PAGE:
When we talk about neurons “firing” or being “active,” we’re talking about the action potential: a brief, positive change in the membrane potential along a neuron’s axon. When an action potential occurs, the neuron sends the signal to the next neuron in the communication chain, and, if an action potential also occurs in the next neuron, then the signal will continue being transmitted. What causes an action potential? When a neuron receives a signal from another neuron (in the form of neurotransmitters, for most neurons), the signal causes a change in the membrane potential on the receiving neuron. The signal causes opening or closing of voltage-gated ion channels, channels that open or close in response to changes in the membrane voltage. The opening of voltage-gated ion channels causes the membrane to undergo either a hyperpolarization, where the membrane potential increases in magnitude (becomes more negative) or a depolarization, where the membrane potential decreases in magnitude (becomes more positive). Whether the membrane undergoes a hyperpolarization or a depolarization depends on the type of voltage-gated ion channel that opened.
It is important to note that not all depolarizations result in an action potential. The signal must cause a depolarization that is large enough in magnitude to overcome the threshold potential, or the specific voltage that the membrane must reach for an an action potential to occur. The threshold potential is usually about -55 mV, compared to the resting potential of about -70 mV. If the threshold potential is reached, then an action potential is initiated at the axon hillock in the following stages, through the action of the associated ion channels:
- Depolarization and voltage-gated sodium channels: voltage-gated sodium channels open quickly after depolarization past the threshold potential. The phrase “voltage-gated” refers to the idea that these channels only open if the membrane reaches a specific voltage; they are “gated” by the voltage. Depolarization of the axon hillock to -55 mV is sufficient to open the “gate” of the voltage-gated sodium channels. As sodium rushes into the axon (influx), the inside becomes relatively electrically positive (approximately +30 mV, compared to the initial resting potential of apprximately -70 mV).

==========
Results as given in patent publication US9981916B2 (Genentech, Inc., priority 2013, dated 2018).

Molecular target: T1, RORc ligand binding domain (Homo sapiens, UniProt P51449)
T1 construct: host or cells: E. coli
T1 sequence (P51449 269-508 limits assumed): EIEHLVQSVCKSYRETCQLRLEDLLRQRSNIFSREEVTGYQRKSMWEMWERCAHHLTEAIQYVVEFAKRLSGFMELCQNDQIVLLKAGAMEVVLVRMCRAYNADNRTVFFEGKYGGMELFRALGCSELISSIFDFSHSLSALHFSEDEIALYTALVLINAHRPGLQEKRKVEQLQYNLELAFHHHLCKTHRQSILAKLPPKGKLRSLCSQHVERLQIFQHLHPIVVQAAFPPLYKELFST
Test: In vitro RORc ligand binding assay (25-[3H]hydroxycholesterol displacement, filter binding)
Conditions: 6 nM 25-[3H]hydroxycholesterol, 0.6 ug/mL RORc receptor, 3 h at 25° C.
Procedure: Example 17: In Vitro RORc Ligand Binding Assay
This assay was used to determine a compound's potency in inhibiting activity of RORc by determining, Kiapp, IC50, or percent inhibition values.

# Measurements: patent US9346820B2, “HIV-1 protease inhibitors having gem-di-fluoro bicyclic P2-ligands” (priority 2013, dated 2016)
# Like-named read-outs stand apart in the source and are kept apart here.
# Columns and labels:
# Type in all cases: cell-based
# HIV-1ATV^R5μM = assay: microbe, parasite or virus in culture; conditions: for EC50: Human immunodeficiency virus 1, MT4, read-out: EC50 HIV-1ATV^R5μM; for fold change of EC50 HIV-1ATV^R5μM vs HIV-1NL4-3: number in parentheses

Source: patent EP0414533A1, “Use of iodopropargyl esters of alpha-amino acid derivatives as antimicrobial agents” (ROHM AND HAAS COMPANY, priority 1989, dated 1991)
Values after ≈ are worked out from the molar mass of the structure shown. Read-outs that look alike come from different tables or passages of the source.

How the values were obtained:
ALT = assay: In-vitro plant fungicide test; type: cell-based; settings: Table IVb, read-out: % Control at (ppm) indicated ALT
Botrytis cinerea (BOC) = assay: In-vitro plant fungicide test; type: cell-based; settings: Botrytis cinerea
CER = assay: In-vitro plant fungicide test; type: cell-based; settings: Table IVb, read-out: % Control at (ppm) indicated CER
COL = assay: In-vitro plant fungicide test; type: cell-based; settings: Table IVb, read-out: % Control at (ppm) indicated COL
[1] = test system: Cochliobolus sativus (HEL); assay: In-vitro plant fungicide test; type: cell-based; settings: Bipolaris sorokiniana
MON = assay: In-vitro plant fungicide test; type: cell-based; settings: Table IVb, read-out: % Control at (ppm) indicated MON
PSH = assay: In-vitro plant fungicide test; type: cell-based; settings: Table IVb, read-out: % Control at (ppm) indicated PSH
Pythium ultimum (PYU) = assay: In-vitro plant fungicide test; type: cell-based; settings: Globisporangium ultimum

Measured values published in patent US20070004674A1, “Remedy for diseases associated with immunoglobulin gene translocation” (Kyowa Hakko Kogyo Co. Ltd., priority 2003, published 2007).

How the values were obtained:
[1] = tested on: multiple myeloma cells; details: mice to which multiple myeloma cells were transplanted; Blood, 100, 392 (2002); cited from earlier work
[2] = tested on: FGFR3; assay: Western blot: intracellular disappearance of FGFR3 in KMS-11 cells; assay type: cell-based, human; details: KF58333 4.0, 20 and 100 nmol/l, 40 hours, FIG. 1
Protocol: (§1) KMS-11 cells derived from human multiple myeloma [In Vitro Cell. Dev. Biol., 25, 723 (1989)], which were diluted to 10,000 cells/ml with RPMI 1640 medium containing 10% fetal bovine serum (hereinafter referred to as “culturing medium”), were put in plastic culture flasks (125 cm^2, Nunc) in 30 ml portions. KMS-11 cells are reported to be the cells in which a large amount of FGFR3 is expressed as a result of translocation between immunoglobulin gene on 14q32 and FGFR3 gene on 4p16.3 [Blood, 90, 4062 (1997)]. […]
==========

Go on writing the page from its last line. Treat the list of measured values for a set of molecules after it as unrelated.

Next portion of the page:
- Repolarization and voltage-gated potassium channels: shortly after the initial depolarization, the voltage-gated sodium channels close and remain closed for about 1-2 milliseconds. During this period, the voltage-gated sodium channels are “refractory” to opening, meaning they cannot open even if the membrane were at the appropriate voltage to allow them to. Voltage-gated potassium channels then open, allowing potassium to rush out of the axon (efflux) and causing the membrane to repolarize (become more negative). Just like the voltage-gated sodium channels that initiated the action potential, the voltage-gated potassium channels can only open when the membrane reaches a specific voltage.
- Hyperpolarizaton and voltage-gated potassium channels: potassium continues leaving the axon to the point that the membrane potential dips below the normal resting potential. Sodium channels return to their resting state, meaning they are ready to open again if the membrane potential again exceeds the threshold potential.
- Reset resting potential and the sodium potassium pump: The sodium-potassium pump and potassium leak channels reset the locations of sodium and potassium ions, reestablishing the membrane potential to allow another action potential to fire. (These ion channels never stopped working during the action potential, but their effects were overwhelmed by the activities of the voltage-gated sodium and voltage-gated potassium ions.)
These steps are illustrated here:
The video below provides a discussion of voltage-gated ion channels
And here is a more in-depth discussion of the action potential:
And an overview of action potential propagation:
There are a few important universal features of action potentials:
- The action potential travels down the axon, proceeding as a wave of depolarization. The image above shows a trace of an action potential at a single point in the membrane of an axon; the same pattern repeats down the entire length of the axon until it reaches the synapse, shown in te
- Action potentials always proceed in one direction only, from the cell body (soma) to the synapse(s) at the end of the axon. Action potentials never go backward, due to the refractory period of the voltage-gated ion channels, where the channels cannot re-open for a period of 1-2 milliseconds after they have closed. The refractory period forces the action potential to travel only in one direction.
- Action potentials do not vary in magnitude or speed; they are “all-or-nothing.” When a given neuron fires, the action potential always depolarizes to the same magnitude and always travels at the same speed along the axon. There is no such thing as a bigger or faster action potential. The parameter that can vary is the frequency of action potentials, or how many action potentials occur in a given amount of time.